2 nights at Fitzroy Crossing gives us the chance to take a boat trip along the stunning Geikie Gorge, in its own National Park. The gorge was named in honour of Sir Archibald Geikie, the Director General of Geological Survey for Great Britain and Ireland when it was given its European name in 1883. Sir Archibald never visited the gorge and in due course the traditional owners, the Bunuba people, hope that it will be more generally known by its Aboriginal name, Darngku.
The gorge has been formed by the Fitzroy River and the level of the river in the wet season can rise by up to 16.5 metres (54 ft). The flood level can be clearly seen on the walls where the abrasive action of the floodwaters on the limestone has scoured the surface white. The limestone was originally a reef formed not by corals but by algae and lime secreting organisms that are now extinct. The river water sustains an abundance of life including barramundi, sawfish and freshwater crocodiles all of which can be found in the gorge.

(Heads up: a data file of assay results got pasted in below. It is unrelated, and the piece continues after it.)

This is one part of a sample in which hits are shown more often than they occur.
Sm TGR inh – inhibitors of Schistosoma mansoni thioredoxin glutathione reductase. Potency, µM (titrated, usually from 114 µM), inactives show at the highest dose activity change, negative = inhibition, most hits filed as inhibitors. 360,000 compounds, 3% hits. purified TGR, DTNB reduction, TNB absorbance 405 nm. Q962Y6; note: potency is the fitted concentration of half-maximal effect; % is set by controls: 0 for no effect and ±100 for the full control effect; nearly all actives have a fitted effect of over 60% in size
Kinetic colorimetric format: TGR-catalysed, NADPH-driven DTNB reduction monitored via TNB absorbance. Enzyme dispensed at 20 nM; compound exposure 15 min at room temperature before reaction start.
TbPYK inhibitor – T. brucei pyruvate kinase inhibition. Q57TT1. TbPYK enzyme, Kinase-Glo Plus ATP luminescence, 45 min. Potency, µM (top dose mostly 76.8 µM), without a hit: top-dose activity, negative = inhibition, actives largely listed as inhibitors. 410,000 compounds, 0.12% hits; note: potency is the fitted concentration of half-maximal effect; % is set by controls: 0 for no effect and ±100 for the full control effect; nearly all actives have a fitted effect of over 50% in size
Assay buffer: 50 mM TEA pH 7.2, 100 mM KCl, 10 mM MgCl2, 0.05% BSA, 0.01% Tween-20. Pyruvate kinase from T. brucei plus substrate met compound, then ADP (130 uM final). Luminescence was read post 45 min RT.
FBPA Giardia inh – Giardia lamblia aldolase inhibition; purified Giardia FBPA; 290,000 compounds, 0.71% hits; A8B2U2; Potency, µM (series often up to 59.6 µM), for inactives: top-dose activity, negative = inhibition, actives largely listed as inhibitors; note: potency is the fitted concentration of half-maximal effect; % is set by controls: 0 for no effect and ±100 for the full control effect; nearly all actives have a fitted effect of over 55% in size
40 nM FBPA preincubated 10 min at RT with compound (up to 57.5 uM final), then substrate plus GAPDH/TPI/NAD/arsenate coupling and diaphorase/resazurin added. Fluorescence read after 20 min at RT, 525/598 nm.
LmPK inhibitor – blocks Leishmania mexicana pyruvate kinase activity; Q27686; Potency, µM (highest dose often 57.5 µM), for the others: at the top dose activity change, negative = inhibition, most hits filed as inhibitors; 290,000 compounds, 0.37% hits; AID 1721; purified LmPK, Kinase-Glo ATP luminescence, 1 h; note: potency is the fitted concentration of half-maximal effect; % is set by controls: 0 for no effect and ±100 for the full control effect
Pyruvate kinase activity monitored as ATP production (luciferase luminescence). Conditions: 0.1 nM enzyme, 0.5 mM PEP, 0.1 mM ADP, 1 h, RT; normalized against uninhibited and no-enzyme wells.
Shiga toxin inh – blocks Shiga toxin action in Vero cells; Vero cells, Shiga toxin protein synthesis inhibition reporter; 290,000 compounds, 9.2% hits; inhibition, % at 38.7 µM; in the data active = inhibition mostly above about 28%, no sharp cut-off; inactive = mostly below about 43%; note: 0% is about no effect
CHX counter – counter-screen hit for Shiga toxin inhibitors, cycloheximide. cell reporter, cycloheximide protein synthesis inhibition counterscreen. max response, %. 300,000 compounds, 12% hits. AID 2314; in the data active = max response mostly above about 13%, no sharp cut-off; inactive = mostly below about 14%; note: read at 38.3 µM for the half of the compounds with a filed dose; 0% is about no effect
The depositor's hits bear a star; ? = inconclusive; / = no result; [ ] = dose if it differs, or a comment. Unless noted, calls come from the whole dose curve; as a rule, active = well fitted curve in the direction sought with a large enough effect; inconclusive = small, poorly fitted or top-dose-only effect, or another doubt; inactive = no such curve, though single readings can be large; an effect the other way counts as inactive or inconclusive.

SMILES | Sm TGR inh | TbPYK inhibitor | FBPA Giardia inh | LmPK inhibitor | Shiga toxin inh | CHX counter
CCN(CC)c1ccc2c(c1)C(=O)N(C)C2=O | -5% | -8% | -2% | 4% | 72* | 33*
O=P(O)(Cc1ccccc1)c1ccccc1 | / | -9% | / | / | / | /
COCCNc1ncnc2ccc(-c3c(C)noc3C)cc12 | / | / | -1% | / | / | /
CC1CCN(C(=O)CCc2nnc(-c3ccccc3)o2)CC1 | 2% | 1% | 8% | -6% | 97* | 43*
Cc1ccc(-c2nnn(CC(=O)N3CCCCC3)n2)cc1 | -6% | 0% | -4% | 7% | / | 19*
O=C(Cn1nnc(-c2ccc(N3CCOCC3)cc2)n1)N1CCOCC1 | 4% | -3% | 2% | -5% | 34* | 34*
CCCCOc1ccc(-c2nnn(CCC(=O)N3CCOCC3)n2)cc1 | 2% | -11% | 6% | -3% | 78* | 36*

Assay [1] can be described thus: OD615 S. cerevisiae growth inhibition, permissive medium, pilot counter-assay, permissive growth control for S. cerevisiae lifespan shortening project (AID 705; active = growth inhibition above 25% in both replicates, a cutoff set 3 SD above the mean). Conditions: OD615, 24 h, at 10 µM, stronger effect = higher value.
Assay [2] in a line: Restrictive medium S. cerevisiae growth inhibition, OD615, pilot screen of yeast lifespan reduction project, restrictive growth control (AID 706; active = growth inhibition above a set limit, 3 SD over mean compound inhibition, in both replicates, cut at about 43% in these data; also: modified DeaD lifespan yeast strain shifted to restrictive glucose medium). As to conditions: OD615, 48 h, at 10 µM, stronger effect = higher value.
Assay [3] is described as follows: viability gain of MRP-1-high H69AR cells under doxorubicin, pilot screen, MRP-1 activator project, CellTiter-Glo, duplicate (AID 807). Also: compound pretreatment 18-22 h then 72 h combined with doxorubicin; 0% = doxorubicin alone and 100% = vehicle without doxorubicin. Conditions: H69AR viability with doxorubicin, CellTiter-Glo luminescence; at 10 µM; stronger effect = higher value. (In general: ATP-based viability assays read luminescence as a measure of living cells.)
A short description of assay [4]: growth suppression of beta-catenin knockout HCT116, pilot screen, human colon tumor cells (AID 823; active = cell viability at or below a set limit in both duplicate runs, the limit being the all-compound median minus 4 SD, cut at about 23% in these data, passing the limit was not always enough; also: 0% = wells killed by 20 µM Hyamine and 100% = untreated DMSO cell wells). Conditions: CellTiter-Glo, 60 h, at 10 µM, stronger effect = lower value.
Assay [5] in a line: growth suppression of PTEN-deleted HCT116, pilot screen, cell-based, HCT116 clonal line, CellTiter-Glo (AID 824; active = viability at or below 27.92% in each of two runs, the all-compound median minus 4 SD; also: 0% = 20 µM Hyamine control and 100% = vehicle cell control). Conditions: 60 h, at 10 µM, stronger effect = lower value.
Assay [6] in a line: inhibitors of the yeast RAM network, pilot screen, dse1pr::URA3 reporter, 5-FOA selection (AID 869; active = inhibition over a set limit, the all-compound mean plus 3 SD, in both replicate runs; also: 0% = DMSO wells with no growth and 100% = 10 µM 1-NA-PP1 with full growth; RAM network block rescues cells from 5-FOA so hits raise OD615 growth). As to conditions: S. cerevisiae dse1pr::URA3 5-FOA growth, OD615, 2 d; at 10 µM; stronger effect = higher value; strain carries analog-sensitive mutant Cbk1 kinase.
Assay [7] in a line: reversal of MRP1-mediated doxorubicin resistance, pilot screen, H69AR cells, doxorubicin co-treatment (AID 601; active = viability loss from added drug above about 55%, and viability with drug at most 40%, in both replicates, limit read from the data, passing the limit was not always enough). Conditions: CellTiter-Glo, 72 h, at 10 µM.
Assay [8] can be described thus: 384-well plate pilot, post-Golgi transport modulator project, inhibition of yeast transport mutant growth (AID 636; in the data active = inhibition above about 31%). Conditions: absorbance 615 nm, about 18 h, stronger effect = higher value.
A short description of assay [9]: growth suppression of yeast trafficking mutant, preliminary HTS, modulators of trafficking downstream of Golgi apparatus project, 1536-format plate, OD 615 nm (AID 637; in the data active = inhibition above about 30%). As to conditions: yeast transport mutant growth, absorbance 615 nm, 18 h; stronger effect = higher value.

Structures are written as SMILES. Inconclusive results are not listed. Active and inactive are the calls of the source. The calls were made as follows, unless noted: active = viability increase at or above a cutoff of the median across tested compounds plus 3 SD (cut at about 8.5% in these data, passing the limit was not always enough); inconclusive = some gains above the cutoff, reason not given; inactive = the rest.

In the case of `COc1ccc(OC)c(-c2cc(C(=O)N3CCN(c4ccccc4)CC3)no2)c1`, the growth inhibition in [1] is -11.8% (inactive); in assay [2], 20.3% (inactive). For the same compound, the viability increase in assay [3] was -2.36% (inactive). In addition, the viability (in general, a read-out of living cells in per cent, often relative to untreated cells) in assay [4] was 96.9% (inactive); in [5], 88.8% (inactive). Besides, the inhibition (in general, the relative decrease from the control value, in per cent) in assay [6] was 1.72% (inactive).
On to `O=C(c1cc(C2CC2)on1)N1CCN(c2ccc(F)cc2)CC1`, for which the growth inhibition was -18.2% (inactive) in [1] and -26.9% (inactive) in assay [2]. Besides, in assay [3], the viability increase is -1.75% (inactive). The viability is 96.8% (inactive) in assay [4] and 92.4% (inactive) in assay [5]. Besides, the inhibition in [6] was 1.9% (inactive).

Again, a quandry, too many photos – well, here goes.